Monday, September 21, 2009

Going to the Park? Walk or Bike!

Just in case you need a little nudge to ride your bike to work or walk to get groceries here's further evidence that "active" transit (i.e. walking or biking to get somewhere) is associated with better health. In the latest American Journal of Preventive Medicine one year of data was taken from a 20-year follow-up study to assess whether walking or cycling compared to only using a car to get around was associated with Body Mass Index (BMI), waist circumference, and fitness.

BMI and waist circumference are measures of overweight and obesity. The study authors also examined whether active transit was related to risk factors for cardiovascular disease (e.g. cholesterol, blood pressure, smoking status, and diabetes).

So, is active transit related to these things? Of course!

People who walked to places like parks, grocery stores, public transit, and restaurants had lower BMI, smaller waist circumferences, and higher fitness levels. Those who biked to get places also had significantly lower risk for cardiovascular disease.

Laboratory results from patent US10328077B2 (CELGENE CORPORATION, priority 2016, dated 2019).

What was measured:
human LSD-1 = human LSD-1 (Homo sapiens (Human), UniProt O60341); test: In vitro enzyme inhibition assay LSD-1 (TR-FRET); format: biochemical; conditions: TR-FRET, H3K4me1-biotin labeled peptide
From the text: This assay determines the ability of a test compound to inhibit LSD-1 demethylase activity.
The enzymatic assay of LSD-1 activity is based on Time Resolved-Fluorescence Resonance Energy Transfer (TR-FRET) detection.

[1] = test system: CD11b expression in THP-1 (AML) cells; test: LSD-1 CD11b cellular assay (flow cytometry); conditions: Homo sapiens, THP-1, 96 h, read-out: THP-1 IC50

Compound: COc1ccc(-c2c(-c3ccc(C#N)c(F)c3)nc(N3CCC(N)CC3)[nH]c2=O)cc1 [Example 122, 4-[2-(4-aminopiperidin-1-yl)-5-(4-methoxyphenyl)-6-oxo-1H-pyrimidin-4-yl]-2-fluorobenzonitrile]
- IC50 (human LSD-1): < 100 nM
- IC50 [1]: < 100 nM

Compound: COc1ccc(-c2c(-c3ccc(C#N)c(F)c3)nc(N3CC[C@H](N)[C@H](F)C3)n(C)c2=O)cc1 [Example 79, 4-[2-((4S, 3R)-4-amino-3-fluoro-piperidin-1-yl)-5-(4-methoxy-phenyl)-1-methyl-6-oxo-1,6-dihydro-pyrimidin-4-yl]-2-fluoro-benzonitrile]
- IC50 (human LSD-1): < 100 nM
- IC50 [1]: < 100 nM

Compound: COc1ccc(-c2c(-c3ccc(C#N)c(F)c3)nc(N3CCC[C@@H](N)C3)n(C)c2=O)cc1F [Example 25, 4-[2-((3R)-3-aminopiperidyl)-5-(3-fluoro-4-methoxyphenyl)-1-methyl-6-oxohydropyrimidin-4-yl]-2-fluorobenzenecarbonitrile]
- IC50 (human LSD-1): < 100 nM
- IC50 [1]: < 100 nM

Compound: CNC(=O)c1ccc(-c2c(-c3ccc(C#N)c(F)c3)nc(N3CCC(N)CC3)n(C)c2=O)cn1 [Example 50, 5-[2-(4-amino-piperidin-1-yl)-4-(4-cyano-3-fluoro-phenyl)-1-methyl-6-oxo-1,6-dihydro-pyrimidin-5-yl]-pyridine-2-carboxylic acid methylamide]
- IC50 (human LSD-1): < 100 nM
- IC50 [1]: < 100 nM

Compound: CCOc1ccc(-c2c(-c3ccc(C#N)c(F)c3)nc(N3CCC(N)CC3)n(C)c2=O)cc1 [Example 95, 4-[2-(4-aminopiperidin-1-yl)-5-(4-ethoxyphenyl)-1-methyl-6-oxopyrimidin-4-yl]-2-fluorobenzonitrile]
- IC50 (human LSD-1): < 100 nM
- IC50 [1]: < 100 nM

Depending on where you live and how spread out these things are in your neighborhood makes active transit a huge challenge. For example, when I lived in Pennsylvania I would not have walked or biked to any of these places! Now that I live in the city, there is a park right down the street, grocery stores within a mile, and a T stop just a few blocks away. Still, I don't expect to see any major changes just by walking across the street to the biking to school, that might be another story!

What do you think about the health benefits of active transit?

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